If you would like to know more about provided light, this is a great resource. I especially like the chapter on lighting glass.

    Nice work, Mike.

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    Re: Lighting really makes a difference!

    You're absolutely right about the shadows, Terry, in a true product shot. I plan to shoot an image of a baseball soon and the shadow I have in mind will make or break the shot.

    You mentioned the chapter about lighting glass, which is actually my ultimate goal -- making attractive images of wine bottles and wine glasses, allowing me to combine two favorite hobbies.

    By the way, I wonder if you are aware that Light: Science & Magic is now available in the fourth edition.
    Last edited by Mike Buckley; 24th July 2012 at 01:53 AM.

  8. #8

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    Re: Lighting really makes a difference!

    I like your experiment, Mike. And thanks for bringing that book to my attention. I just ordered a copy.

  9. #9

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    Re: Lighting really makes a difference!

    I hope you enjoy the book, Arlen. If you're not familiar with the terms, direct reflection, diffuse reflection, polarized reflection, family of angles, and the like, they'll soon be in your dreams when you sleep.

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    Re: Lighting really makes a difference!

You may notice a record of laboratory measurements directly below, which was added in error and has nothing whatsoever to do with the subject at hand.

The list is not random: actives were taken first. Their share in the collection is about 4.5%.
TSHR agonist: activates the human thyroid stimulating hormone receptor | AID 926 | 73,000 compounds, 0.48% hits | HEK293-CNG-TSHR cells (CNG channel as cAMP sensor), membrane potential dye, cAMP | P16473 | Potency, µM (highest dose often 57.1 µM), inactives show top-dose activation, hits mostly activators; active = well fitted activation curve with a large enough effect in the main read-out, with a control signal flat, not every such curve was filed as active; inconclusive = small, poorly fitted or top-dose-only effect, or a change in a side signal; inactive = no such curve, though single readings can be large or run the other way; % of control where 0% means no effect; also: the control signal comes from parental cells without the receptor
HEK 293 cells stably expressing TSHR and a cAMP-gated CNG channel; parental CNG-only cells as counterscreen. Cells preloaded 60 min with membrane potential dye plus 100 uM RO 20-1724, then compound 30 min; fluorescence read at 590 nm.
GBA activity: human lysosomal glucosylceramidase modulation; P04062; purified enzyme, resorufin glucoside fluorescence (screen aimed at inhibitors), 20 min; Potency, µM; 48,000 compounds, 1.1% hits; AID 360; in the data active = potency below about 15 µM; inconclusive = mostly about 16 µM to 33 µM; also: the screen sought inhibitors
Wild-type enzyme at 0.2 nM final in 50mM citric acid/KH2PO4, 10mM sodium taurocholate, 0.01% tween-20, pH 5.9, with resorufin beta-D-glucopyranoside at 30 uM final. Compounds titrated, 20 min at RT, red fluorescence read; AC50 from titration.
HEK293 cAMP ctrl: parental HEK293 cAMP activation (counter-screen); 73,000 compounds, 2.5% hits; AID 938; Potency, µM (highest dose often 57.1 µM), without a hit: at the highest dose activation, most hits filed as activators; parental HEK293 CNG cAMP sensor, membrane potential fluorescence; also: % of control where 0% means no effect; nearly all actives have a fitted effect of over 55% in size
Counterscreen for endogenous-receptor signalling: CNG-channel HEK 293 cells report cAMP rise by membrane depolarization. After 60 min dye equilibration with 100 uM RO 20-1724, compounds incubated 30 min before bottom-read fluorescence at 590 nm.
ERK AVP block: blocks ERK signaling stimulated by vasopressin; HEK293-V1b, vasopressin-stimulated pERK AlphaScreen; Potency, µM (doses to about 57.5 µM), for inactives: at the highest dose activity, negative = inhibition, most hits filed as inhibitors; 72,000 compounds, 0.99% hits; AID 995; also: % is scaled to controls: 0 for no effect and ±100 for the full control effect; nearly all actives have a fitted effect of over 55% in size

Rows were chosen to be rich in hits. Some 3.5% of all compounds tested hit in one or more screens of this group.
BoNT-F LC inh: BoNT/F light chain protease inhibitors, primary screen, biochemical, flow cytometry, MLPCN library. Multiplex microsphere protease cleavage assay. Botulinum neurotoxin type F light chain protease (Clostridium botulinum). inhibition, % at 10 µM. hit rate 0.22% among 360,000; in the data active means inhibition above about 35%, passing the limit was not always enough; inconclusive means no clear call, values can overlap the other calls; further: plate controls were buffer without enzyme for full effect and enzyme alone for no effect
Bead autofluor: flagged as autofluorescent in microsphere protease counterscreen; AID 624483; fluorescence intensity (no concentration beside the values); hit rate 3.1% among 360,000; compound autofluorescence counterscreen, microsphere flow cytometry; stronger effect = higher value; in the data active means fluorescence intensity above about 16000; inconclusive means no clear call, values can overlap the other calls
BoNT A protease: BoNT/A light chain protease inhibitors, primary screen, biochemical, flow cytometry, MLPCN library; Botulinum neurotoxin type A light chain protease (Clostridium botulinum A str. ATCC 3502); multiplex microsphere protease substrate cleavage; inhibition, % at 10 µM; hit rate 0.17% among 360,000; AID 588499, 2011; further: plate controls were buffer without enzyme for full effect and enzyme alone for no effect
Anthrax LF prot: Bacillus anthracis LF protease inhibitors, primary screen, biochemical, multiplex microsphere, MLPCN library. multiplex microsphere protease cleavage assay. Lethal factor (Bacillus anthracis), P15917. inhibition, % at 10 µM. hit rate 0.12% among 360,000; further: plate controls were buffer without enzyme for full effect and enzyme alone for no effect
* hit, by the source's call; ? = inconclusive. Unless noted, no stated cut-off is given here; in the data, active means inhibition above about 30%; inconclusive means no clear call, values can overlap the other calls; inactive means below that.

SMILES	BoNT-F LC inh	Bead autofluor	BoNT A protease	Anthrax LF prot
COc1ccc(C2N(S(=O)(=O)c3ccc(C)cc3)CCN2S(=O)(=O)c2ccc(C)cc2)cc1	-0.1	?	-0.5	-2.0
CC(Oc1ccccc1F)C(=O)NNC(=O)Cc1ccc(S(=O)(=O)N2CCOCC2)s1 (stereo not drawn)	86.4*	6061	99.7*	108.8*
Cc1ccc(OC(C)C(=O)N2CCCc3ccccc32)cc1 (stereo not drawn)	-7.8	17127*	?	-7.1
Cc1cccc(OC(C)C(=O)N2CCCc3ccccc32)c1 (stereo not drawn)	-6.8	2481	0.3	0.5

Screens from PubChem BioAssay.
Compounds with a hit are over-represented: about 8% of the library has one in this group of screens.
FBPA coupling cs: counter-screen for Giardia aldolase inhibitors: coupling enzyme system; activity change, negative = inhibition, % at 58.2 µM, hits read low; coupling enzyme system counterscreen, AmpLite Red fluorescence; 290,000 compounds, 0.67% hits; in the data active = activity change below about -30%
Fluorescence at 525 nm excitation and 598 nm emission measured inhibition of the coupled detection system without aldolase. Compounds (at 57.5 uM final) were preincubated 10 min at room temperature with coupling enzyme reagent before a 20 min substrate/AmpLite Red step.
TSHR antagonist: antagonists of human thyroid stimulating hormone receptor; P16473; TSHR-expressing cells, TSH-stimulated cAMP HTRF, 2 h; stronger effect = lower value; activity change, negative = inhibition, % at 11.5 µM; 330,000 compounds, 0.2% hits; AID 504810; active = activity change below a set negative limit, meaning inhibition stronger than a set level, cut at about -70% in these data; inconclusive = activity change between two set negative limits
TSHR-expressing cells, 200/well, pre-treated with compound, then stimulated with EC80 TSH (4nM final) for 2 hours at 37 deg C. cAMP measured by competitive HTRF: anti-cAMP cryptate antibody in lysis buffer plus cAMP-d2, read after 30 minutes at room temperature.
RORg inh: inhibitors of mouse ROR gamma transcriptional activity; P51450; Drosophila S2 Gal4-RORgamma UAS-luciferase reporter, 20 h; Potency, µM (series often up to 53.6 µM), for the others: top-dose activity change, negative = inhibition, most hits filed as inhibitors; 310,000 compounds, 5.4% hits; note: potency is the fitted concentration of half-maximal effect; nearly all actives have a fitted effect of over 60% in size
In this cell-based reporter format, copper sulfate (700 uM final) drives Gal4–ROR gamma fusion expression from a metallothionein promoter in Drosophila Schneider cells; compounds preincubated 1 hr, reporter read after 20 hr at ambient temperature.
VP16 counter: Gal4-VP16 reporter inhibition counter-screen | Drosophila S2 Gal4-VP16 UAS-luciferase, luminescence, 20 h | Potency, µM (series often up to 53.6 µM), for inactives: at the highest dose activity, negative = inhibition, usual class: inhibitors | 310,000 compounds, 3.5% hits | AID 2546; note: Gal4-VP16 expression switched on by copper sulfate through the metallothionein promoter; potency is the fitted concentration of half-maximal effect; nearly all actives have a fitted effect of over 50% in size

Told ya so

  11. #11

    Re: Lighting really makes a difference!

    Thanks for this thread Mike as I have been giving more thought to lighting. I just order the book and will read it cover to cover several times for sure. Then my next step will be to pick up a 580EXii for the 60D later down the road. Unless someone can recommend a different speedlite other than the new flagship speedlite it is just out of my reach and probably too much flash for the 60D???

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    Re: Lighting really makes a difference!

    Quote Originally Posted by Carl in Louisiana View Post
    will read it cover to cover several times for sure.
    I wrote a few notes in the margins and many notes in a Word file. The Word file summarizes the most important aspects and refers to specific pages in the book that provide a complete discussion.

    Enjoy your speedlite. It will be interesting to learn whether the book influences your decision about that.

  13. #13

    Re: Lighting really makes a difference!

    Quote Originally Posted by Mike Buckley View Post
    I wrote a few notes in the margins and many notes in a Word file. The Word file summarizes the most important aspects and refers to specific pages in the book that provide a complete discussion.

    Enjoy your speedlite. It will be interesting to learn whether the book influences your decision about that.
    I found this site http://strobist.blogspot.com/2006/02...-strobist.html and have been reading through it and viewing the photo gallery which has some awesome photo's using speedlites. I really think that a speedlite would help improve the quality of some of my photo's once I get one and learn how to use it. I have been reading through the Portraiture lessons here and seen what other have been doing with lighting.

  14. #14

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    Re: Lighting really makes a difference!

    Quote Originally Posted by Carl in Louisiana View Post